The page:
Professor Tobagi works on network control mechanisms for handling multimedia traffic (voice, video and TCP- based applications) and on the performance assessment of networked multimedia applications using user-perceived quality measures. He also investigates the design of wireless networks, including QoS-based media access control and network resource management, as well as network architectures and infrastructures for the support of mobile users, all meeting the requirements of multimedia traffic. He also investigates the design of metropolitan and wide area networks combining optical and electronic networking technologies, including topological design, capacity provisioning, and adaptive routing.

 

Congratulations to Fouad on this well-deserved recognition.

 

April 2017

Andrea Goldsmith has been elected to the American Academy of Arts and Sciences, one of the country's oldest and most prestigious honorary learned societies. The 2017 class includes some of the world's most accomplished scholars, scientists, writers, artists and civic, business and philanthropic leaders.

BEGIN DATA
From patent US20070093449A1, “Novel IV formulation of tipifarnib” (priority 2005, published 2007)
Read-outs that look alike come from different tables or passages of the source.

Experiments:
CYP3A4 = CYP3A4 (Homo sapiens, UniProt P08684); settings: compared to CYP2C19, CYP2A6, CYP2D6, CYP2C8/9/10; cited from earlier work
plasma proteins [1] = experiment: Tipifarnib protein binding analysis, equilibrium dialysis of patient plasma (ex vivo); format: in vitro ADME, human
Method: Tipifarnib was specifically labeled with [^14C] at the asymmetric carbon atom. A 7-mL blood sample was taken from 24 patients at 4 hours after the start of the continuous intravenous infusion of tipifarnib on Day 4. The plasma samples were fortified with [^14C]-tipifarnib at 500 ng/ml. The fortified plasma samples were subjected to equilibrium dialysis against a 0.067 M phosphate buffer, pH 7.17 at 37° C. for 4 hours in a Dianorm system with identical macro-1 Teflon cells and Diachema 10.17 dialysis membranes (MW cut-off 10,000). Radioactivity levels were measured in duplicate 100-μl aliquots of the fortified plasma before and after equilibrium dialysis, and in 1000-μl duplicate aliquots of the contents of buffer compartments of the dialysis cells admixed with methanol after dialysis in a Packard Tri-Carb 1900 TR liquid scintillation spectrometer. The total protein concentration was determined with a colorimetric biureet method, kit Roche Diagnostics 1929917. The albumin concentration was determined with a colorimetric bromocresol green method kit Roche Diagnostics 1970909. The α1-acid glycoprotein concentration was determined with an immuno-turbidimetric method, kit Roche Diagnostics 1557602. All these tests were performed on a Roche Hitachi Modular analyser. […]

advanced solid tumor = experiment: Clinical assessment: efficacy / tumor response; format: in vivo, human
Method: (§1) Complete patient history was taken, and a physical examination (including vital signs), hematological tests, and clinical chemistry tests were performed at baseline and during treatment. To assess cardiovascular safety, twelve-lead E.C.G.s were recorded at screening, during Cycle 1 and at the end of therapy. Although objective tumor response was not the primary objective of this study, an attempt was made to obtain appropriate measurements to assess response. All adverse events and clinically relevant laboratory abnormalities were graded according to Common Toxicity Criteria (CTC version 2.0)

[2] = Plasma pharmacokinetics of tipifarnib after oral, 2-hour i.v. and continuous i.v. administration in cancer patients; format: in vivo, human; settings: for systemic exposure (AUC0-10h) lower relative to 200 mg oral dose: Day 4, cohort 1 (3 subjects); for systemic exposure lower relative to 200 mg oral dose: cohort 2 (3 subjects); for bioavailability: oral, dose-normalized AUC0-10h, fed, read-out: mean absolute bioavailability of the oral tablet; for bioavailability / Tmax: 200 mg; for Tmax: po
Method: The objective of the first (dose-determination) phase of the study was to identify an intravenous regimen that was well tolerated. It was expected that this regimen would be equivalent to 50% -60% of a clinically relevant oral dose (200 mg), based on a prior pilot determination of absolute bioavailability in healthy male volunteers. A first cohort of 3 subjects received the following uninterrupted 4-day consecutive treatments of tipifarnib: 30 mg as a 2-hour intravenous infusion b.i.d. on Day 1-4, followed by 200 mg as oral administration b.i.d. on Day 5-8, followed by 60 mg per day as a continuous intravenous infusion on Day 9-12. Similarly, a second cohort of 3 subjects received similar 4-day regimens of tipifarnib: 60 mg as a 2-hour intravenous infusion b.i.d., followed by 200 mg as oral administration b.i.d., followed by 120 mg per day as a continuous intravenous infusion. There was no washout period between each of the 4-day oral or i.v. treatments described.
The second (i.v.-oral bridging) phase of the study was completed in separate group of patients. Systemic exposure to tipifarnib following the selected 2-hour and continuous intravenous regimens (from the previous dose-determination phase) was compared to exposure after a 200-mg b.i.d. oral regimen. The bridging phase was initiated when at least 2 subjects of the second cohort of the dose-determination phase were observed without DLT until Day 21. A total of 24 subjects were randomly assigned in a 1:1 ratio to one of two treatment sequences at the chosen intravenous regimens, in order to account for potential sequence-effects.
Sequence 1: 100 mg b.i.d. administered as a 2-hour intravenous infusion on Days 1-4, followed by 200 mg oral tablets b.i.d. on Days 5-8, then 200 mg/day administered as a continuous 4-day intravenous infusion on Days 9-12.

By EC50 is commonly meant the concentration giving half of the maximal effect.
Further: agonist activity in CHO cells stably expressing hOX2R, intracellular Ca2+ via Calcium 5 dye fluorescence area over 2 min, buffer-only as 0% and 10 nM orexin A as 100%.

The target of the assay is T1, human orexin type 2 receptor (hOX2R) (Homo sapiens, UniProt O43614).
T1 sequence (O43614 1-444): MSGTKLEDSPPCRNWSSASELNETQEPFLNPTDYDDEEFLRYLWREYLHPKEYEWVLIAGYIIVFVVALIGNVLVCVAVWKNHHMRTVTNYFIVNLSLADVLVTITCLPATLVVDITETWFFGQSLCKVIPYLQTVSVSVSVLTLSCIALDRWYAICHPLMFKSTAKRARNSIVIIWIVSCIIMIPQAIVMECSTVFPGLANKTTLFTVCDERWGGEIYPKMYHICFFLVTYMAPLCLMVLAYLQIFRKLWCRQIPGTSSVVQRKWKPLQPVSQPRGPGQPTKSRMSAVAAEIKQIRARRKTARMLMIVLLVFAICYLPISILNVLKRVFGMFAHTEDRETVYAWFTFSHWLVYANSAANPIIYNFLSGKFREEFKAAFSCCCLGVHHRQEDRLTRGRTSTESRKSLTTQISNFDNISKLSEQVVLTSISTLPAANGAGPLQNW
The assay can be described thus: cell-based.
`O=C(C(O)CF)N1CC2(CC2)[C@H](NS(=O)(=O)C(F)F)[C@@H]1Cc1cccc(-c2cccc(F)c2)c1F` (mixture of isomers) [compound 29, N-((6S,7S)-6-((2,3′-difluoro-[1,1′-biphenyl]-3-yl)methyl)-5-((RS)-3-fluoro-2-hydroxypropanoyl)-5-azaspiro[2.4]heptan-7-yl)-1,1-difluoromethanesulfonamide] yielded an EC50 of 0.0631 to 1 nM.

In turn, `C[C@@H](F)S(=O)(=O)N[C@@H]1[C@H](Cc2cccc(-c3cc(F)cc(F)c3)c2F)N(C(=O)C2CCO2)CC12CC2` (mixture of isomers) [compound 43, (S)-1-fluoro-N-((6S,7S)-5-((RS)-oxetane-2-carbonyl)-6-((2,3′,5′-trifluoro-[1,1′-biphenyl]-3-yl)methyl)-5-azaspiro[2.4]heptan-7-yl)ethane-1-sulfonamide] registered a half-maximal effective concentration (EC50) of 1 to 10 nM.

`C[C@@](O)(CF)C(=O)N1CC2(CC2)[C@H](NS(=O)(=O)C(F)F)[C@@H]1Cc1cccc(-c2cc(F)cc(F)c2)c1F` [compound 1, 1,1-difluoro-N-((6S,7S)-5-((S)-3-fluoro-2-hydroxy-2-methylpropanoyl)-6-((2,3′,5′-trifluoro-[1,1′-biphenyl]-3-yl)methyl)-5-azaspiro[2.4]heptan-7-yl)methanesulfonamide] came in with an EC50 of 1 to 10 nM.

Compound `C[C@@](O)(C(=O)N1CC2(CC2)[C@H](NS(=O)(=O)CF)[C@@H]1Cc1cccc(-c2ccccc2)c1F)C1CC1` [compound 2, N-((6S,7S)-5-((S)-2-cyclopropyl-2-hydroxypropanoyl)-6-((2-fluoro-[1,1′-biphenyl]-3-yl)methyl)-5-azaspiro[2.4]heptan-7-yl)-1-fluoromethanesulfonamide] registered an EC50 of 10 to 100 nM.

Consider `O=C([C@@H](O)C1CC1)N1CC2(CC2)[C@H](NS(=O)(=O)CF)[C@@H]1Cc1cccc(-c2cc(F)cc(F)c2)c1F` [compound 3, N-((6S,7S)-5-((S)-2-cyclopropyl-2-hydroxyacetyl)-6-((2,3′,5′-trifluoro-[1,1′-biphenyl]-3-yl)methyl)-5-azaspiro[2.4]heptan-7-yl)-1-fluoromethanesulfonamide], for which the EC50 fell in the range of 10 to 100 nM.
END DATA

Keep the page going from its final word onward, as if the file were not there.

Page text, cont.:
"It is an honor to welcome this new class of exceptional women and men as part of our distinguished membership," said Don Randel, Chair of the Academy's Board of Directors. "Their talents and expertise will enrich the life of the Academy and strengthen our capacity to spread knowledge and understanding in service to the nation."

Members of the 2017 class include winners of the Pulitzer Prize and the Wolf Prize; MacArthur Fellows; Fields Medalists; Presidential Medal of Freedom and National Medal of Arts recipients; and Academy Award, Grammy Award, Emmy Award, and Tony Award winners.

"In a tradition reaching back to the earliest days of our nation, the honor of election to the American Academy is also a call to service," said Academy President Jonathan F. Fanton. "Through our projects, publications, and events, the Academy provides members with opportunities to make common cause and produce the useful knowledge for which the Academy's 1780 charter calls."

The new class will be inducted at a ceremony on October 7, 2017, in Cambridge, Massachusetts.